Four million children live in poverty as families struggle to buy essentials
One in five people in the UK were living in poverty in 2020/21, and of those 3.9 million were children, according to a stark report.
This equates to 13.4 million people in total with 7.9 million working-age adults and 1.7 million pensioners.
The overall rates of poverty fell from 2019/20, partly because of successive coronavirus lockdowns and a £20 weekly boost to Universal Credit and Working Tax Credits, according to the Joseph Rowntree Foundation report.
While the latest statistics date from 2020/21, the charity warned that things are likely to be much worse now because of the cost-of-living crisis.
Children are the most likely to be in poverty
Despite increases to benefits, poverty rates for families in receipt of Universal Credit or equivalents remained very high in 2020/21, at 46%.
More than one in four children were living in poverty (27%) in 2020/21 and around four in ten children in lone-parent families were in poverty, compared with one in four of those in couple families.
Of the children in poverty, one million were aged under four, 1.3 million were aged five to 10, 1.1 million were 11 to 15 and 500,000 were 16 to 19.
Families with more children were more likely to be in poverty and the child poverty rate for children in families with three or more children was almost twice as high as the rate for children in one- or two-child families (38% compared with 21% and 22% respectively).
Low-income families struggling to buy essentials
The direct impact of the pandemic has lessened since the last set of data was recorded but the Foundation said employment remains below pre-Covid levels and pay has not increased in line with inflation.
It also said that because inflation has risen so quickly, the removal of the £20 uplift to benefits in October 2021 has been even more severe.
Benefits rose by 3.1% in April, yet as inflation was so much higher than this, the report said there has been the greatest fall in the value of the basic rate of unemployment benefits since 1972.
Across the poorest fifth of UK families, around six in 10 can’t afford an unexpected expense, over half are in arrears, a quarter are using credit to buy essentials, and over seven in 10 are going without essentials, according to the charity’s October 2022 data.
The cost-of-living crisis has also led to half of the poorest fifth of families reducing the amount they spend on food for adults, four in 10 spending less on food for children, half reducing the number of showers they have, and six in 10 heating their home less.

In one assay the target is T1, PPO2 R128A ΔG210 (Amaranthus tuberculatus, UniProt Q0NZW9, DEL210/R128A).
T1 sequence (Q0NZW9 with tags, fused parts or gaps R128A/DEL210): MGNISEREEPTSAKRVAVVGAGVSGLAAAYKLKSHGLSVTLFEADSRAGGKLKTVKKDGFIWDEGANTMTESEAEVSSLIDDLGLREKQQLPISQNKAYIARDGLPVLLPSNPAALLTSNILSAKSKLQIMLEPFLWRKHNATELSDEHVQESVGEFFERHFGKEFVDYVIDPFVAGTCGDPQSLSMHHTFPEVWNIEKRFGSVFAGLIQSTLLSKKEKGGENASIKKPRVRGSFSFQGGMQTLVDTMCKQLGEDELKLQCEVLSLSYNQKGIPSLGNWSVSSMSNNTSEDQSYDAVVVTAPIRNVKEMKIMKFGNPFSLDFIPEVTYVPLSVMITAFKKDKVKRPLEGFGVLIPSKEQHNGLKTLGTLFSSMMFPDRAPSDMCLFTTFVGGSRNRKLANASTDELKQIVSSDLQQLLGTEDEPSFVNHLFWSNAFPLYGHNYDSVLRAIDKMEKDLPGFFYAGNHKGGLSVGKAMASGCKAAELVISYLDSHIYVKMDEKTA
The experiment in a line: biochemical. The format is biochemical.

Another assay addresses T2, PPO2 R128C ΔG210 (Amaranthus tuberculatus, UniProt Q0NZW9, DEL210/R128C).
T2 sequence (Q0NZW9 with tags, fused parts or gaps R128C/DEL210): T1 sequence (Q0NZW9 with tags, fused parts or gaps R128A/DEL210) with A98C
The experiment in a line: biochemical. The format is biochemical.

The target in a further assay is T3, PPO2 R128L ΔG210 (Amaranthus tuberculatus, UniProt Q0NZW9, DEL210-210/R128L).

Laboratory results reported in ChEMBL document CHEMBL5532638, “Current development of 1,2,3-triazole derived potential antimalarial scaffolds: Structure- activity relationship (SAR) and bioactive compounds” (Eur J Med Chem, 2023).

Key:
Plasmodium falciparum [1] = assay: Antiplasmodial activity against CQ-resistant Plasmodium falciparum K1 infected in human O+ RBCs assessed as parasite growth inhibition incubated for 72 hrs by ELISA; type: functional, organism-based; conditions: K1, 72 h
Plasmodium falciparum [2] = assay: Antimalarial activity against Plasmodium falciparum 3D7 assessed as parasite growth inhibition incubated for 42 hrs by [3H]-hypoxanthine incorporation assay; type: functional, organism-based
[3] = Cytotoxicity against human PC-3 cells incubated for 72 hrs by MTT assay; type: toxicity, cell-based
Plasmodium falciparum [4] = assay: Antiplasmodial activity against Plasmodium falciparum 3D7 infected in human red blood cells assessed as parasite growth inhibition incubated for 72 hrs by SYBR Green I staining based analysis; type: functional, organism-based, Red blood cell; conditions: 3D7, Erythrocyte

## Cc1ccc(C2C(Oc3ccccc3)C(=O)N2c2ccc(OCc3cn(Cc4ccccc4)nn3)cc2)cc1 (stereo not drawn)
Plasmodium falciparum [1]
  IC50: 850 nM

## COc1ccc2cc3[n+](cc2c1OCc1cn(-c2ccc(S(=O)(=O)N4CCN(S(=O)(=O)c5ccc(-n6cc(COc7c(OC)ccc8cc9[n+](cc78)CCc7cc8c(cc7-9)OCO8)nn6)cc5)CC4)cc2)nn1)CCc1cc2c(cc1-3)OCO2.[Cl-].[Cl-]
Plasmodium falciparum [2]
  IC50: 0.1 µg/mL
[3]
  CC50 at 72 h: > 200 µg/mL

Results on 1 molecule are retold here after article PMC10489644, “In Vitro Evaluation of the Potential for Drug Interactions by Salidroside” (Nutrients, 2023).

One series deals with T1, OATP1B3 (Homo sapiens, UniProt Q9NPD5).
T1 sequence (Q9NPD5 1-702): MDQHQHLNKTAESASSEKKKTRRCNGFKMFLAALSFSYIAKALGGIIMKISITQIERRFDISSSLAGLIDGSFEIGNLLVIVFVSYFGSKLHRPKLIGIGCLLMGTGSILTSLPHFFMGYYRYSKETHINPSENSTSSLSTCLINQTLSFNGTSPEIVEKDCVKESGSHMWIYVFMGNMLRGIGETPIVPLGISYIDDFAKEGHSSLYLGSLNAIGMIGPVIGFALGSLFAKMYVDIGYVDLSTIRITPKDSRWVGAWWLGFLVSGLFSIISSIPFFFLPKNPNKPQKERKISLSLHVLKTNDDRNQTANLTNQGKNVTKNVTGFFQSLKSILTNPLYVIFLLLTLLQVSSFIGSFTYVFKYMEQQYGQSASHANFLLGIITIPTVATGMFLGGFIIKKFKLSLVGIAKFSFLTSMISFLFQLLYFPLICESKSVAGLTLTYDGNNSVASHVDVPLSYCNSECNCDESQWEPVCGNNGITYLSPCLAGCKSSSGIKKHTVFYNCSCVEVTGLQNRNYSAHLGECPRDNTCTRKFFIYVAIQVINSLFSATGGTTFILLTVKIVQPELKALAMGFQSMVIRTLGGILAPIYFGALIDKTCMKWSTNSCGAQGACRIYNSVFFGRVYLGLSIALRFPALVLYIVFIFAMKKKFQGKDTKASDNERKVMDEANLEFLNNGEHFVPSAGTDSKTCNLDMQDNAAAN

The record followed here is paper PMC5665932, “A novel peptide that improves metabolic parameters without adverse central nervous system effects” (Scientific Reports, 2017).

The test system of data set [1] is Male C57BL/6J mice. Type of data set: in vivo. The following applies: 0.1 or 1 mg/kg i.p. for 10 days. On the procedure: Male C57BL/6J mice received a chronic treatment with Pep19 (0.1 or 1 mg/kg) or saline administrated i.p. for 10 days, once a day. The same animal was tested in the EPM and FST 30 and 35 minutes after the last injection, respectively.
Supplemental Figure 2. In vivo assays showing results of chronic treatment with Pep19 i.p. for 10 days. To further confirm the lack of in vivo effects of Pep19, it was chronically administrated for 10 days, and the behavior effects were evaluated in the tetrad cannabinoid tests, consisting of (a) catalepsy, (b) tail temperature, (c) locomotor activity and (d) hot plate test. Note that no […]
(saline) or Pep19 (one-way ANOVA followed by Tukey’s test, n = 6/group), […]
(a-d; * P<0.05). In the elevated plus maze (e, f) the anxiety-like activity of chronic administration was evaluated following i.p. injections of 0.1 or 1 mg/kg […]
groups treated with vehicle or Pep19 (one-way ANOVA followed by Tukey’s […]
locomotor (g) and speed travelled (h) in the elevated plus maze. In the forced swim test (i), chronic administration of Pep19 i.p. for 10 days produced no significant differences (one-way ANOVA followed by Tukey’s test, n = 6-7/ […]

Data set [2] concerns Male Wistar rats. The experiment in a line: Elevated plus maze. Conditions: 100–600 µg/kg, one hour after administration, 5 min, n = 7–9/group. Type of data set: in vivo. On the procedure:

This is echoed in data from the Trussell Trust which shows a huge increase in food bank use.
‘Basic rates of benefits are inadequate’
The report stated that “basic rates of benefits are inadequate and do not allow recipients to meet their essential needs”.
It said certain things in the benefit system are designed to keep people in poverty including: the two-child limit in income-related benefits, the benefit cap, and the five-week wait for the first Universal Credit payment.
The Foundation is calling for basic benefit rates to be reset and said the government needs to ensure “they cannot be brought below these rates through the repayment of advances or other deductions”.
‘Poverty is an avoidable tragedy’
Imran Hussain, director of policy and campaigns at Action for Children, said: “In policy terms, poverty is an avoidable tragedy. We know what works to cut poverty and we know which policies drive poverty levels up.
“Despite progress during the pandemic thanks to the temporary increase in Universal Credit, the end of that support and the worst cost of living crisis in generations has undoubtedly pushed poverty and hardship levels firmly in the wrong direction once again.
“As this report shows, supporting low-income families directly through the social security system is the best tool we have for tackling child poverty.”